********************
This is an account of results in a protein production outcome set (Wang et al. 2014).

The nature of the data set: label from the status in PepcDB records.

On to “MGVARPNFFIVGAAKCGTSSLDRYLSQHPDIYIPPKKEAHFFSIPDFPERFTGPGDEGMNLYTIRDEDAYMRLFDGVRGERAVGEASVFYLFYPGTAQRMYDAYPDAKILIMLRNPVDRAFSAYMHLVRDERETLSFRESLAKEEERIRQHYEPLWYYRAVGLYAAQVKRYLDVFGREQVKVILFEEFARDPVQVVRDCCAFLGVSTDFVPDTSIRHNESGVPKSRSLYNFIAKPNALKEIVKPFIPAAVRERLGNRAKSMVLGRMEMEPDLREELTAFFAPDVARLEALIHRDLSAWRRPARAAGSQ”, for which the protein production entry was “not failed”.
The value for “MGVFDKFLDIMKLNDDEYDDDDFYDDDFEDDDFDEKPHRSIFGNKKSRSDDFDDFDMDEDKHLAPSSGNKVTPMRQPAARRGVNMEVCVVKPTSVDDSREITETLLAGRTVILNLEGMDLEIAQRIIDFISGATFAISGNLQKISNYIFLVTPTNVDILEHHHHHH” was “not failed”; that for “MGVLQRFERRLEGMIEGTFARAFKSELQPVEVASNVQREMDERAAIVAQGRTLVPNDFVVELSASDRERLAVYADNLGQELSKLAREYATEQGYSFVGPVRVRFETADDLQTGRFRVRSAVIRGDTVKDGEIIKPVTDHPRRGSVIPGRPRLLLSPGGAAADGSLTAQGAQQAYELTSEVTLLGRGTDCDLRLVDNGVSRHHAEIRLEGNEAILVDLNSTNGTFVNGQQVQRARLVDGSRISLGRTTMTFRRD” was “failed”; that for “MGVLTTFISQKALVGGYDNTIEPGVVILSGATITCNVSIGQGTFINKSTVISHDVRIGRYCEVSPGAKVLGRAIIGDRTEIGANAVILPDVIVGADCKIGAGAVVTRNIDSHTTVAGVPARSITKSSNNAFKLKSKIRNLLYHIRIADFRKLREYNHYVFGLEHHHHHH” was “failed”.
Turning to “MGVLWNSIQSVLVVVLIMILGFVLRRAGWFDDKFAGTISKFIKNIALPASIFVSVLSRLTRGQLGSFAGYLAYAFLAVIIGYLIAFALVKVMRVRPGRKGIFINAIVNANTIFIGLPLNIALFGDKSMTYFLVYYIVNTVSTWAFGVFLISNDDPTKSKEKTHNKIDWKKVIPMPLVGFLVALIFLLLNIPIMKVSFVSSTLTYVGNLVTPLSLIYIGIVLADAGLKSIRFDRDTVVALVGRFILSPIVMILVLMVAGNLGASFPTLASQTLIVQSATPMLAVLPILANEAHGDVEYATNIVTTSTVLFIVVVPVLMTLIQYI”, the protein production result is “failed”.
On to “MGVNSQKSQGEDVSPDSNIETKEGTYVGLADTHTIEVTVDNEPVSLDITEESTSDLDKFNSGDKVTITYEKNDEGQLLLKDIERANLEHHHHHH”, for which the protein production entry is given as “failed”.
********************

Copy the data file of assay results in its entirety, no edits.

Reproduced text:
This is an account of results in a protein production outcome set (Wang et al. 2014).

The nature of the data set: label from the status in PepcDB records.

On to “MGVARPNFFIVGAAKCGTSSLDRYLSQHPDIYIPPKKEAHFFSIPDFPERFTGPGDEGMNLYTIRDEDAYMRLFDGVRGERAVGEASVFYLFYPGTAQRMYDAYPDAKILIMLRNPVDRAFSAYMHLVRDERETLSFRESLAKEEERIRQHYEPLWYYRAVGLYAAQVKRYLDVFGREQVKVILFEEFARDPVQVVRDCCAFLGVSTDFVPDTSIRHNESGVPKSRSLYNFIAKPNALKEIVKPFIPAAVRERLGNRAKSMVLGRMEMEPDLREELTAFFAPDVARLEALIHRDLSAWRRPARAAGSQ”, for which the protein production entry was “not failed”.
The value for “MGVFDKFLDIMKLNDDEYDDDDFYDDDFEDDDFDEKPHRSIFGNKKSRSDDFDDFDMDEDKHLAPSSGNKVTPMRQPAARRGVNMEVCVVKPTSVDDSREITETLLAGRTVILNLEGMDLEIAQRIIDFISGATFAISGNLQKISNYIFLVTPTNVDILEHHHHHH” was “not failed”; that for “MGVLQRFERRLEGMIEGTFARAFKSELQPVEVASNVQREMDERAAIVAQGRTLVPNDFVVELSASDRERLAVYADNLGQELSKLAREYATEQGYSFVGPVRVRFETADDLQTGRFRVRSAVIRGDTVKDGEIIKPVTDHPRRGSVIPGRPRLLLSPGGAAADGSLTAQGAQQAYELTSEVTLLGRGTDCDLRLVDNGVSRHHAEIRLEGNEAILVDLNSTNGTFVNGQQVQRARLVDGSRISLGRTTMTFRRD” was “failed”; that for “MGVLTTFISQKALVGGYDNTIEPGVVILSGATITCNVSIGQGTFINKSTVISHDVRIGRYCEVSPGAKVLGRAIIGDRTEIGANAVILPDVIVGADCKIGAGAVVTRNIDSHTTVAGVPARSITKSSNNAFKLKSKIRNLLYHIRIADFRKLREYNHYVFGLEHHHHHH” was “failed”.
Turning to “MGVLWNSIQSVLVVVLIMILGFVLRRAGWFDDKFAGTISKFIKNIALPASIFVSVLSRLTRGQLGSFAGYLAYAFLAVIIGYLIAFALVKVMRVRPGRKGIFINAIVNANTIFIGLPLNIALFGDKSMTYFLVYYIVNTVSTWAFGVFLISNDDPTKSKEKTHNKIDWKKVIPMPLVGFLVALIFLLLNIPIMKVSFVSSTLTYVGNLVTPLSLIYIGIVLADAGLKSIRFDRDTVVALVGRFILSPIVMILVLMVAGNLGASFPTLASQTLIVQSATPMLAVLPILANEAHGDVEYATNIVTTSTVLFIVVVPVLMTLIQYI”, the protein production result is “failed”.
On to “MGVNSQKSQGEDVSPDSNIETKEGTYVGLADTHTIEVTVDNEPVSLDITEESTSDLDKFNSGDKVTITYEKNDEGQLLLKDIERANLEHHHHHH”, for which the protein production entry is given as “failed”.